Christmas for many
In this frenetic air of holidays, people are busy shopping, gift-wrapping, partying, eating and drinking here and there. The means to define Christmas is to celebrate it. Most of us refer to Christmas as a break we deserve, a time to spend money for gifts and foods. We decorate our houses with trees and lights, shop and wear our new clothes, hang out together with family and friends, play games or watch movies. This is what everyone does. After all, it’s Christmas – it is always fun and merry to celebrate. And yearly, we have heard some of our elders and church leaders to find some meaning in Christmas in the middle of this “normal” frenzy.
It has been more than a millennium, and the origins of this tradition have not change despite the varieties of symbols across cultures and generations. Not all of us are aware that when Christianity was declared as an official religion of the Roman Empire, Christmas, a celebration of Jesus’ birth, replaced a Roman pagan festival called Saturnalia. It was then a celebration in honor of the Roman god of agriculture Saturn, a time where giving gifts and banquets were abound. There were overturned rules, where masters served their slaves. It was then a perfect day yearly on December 23, a preparation for the birth of the sun, on December 25. This is how this worldwide celebration started. It is why we always associated it with giving gifts and fun-filled communal celebrations.
Historically, Christmas can be said of these things, and our traditions to express the virtue of giving is how we often define Christmas. And we are encouraged by our spiritual teachers and religious leaders not to forget this perennial duty and act on it as much as we can. With all the worsening lack of the unfortunate people, plus the unexpected catastrophic tragedies such as the ones affected by a recent storm in Mindanao, we have plentiful opportunities to give not just material resources, but our time, effort, skill and presence. We are grateful for this call and response of generosity, and despite these devastating suffering, the spirit of Christmas vibrantly reigns.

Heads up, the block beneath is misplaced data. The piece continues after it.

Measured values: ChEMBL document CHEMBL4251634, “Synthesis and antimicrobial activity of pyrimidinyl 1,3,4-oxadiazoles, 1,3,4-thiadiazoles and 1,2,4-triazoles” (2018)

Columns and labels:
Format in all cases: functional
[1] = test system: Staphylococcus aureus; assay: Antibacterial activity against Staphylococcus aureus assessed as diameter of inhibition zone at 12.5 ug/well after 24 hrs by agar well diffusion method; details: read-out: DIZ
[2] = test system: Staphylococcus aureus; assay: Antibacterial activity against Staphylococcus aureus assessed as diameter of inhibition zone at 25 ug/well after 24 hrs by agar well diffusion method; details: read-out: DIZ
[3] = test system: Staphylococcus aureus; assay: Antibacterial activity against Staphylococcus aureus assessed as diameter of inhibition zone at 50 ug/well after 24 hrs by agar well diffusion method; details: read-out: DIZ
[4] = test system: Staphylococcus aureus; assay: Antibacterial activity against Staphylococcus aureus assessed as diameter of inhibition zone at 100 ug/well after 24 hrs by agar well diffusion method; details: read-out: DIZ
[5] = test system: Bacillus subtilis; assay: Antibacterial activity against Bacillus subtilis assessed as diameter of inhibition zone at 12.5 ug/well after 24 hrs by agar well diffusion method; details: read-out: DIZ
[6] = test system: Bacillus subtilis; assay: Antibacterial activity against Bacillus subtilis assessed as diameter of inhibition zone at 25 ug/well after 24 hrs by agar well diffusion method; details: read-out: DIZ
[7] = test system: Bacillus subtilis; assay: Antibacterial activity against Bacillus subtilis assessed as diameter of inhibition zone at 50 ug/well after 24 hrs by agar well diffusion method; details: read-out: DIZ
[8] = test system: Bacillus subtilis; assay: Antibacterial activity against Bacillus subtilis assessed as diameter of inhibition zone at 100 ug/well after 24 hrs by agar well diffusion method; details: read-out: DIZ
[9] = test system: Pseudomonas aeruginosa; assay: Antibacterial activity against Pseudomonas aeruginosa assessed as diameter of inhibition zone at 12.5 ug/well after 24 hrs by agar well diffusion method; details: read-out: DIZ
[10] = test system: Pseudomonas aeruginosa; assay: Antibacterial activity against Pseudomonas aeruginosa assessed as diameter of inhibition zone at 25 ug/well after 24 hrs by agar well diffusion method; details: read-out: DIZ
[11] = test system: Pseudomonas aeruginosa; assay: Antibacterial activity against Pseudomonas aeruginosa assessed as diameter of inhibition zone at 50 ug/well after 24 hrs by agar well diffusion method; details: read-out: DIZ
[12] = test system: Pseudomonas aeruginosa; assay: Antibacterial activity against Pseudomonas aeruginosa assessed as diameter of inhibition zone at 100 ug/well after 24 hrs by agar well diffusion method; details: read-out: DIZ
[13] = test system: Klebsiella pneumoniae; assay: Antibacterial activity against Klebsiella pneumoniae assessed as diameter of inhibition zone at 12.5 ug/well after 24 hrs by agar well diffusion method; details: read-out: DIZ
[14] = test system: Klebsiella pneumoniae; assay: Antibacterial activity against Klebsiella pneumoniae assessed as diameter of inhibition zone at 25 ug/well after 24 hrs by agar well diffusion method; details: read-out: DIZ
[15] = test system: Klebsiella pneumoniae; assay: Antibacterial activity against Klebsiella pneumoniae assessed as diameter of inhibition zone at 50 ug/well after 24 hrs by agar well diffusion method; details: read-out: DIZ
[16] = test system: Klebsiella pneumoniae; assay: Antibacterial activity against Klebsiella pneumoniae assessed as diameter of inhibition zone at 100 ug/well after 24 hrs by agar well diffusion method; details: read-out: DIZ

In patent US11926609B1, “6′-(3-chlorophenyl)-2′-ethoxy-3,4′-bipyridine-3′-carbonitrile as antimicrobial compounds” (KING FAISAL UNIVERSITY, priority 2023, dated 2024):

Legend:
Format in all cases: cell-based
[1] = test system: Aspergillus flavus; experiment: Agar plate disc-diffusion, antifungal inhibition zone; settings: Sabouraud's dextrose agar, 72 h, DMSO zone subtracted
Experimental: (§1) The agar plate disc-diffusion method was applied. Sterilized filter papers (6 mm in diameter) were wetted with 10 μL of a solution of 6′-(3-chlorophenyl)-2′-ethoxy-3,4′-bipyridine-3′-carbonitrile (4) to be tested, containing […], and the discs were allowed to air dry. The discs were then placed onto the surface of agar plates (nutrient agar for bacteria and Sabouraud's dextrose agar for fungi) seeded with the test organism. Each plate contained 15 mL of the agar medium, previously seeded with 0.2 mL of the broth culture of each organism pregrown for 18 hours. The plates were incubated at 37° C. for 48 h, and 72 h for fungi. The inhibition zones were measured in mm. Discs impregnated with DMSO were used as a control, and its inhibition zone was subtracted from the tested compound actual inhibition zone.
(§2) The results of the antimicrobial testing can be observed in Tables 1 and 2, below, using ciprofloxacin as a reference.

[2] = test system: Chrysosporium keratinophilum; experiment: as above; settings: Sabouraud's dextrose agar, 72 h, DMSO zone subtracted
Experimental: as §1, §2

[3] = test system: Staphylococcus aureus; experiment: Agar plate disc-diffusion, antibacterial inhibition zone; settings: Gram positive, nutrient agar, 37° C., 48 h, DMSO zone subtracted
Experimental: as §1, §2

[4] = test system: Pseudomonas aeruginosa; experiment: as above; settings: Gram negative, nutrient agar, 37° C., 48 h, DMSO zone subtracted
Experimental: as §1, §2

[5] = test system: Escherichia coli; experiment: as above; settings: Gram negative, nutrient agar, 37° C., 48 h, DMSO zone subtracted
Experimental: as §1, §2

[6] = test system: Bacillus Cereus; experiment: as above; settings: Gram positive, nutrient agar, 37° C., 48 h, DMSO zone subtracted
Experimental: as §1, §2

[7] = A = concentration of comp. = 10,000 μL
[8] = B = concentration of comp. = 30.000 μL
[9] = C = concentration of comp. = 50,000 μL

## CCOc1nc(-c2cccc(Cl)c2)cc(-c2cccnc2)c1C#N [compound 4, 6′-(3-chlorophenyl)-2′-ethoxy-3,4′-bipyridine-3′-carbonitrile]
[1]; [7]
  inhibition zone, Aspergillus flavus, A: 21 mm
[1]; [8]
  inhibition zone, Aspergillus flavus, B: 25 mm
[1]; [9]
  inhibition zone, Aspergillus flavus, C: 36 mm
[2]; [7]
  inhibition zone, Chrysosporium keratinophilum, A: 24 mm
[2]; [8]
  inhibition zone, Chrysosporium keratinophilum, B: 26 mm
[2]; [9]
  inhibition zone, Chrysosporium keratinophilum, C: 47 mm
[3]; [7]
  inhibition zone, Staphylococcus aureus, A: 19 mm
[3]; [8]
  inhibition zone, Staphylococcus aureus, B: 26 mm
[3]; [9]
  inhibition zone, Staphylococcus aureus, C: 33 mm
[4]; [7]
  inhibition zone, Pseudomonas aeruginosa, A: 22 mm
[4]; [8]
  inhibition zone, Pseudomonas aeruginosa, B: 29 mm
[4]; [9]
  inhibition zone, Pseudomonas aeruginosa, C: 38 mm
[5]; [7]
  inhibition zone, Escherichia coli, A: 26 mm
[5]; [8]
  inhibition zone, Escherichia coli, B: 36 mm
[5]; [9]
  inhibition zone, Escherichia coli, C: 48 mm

Christmas is a long forgotten call to renew our consciousness, to recognize a birth of a Loving soul in us.
Christmas for me
But there is more to giving and generosity or fun and celebration if Christmas is to be defined. This what makes the question of my teacher, Regina, more pertinent than ever. Shifu (Chinese for “teacher”), as I fondly call her, asks as every year: “What is Christmas, really?” Honestly, this is something beyond definition, for we have different ways to define it. There are more or less 1 billion Christians around the world, and even non-Christians add up to the countless possibilities of what makes Christmas a worthwhile celebration. Just as God and Love are universal words of multiple meanings, Christmas bears the same energy. Definitions are either right or wrong. That always depend on who defines Christmas.
I am reminded of my personal definition that impacts my personal meaning. Christmas, for me, has had good and bad memories, those streams of experiences that hardly make Christmas the same for me every year. But one thing suprises me during the recent years – that when Christmas comes, I haven’t fully noticed as it arrives. Yes, I am fully aware of all the symbols, the expectations, and the rush that make Christmas a wonderfully awaited event. But when the day comes, it was simply an ordinary day. Just the same, me and my family would fill ourselves with whatever is in the table. I would sleep after a couple of hours. I would again wake up tomorrow morning, as I am used to. Nothing special outside. Yet there is something I have found inside that I cannot deny. It was a celebration beyond the linearity of date and time.
I feel that Christmas is regardless of its appointed date or usual traditions. It is a reminder. A discovery that at times I forget and most of us unaware. Christmas is neither the birth of a historical Christ nor a celebration we are obliged to observe. Christmas is a long forgotten call to renew our consciousness, to recognize a birth of a Loving soul in us. Christ has symbolized it for us, and every year it is manifested in our excitement and generosity. Christmas rings us the purpose of our humanity and what we can become. We are being reborn. A yearly reminder worthy of personal review.
It ends with not defining Christmas at all, but with becoming aware of its role in our lives. It is not so much of the quality and quantity of what we give to others or how much fun we had. Interestingly, new year always goes 5 days after Christmas, for the resolutions we make are not so much for a new year ahead of us, but for a new birth of our awareness. In this time and age, as we seemingly wait for the world to end, we are ushering the birth of new humanity, a species that awakens to its true purpose: to Love and be Loved. Is it not why Jesus was born? This is our beginning, and every year we somehow remember, and hope to celebrate, not the event, but this Loving consciousness all year round. When the clock strikes 12 tonight, may we remember that again.
Merry Christmas, everyone! May the light of Love be with you always.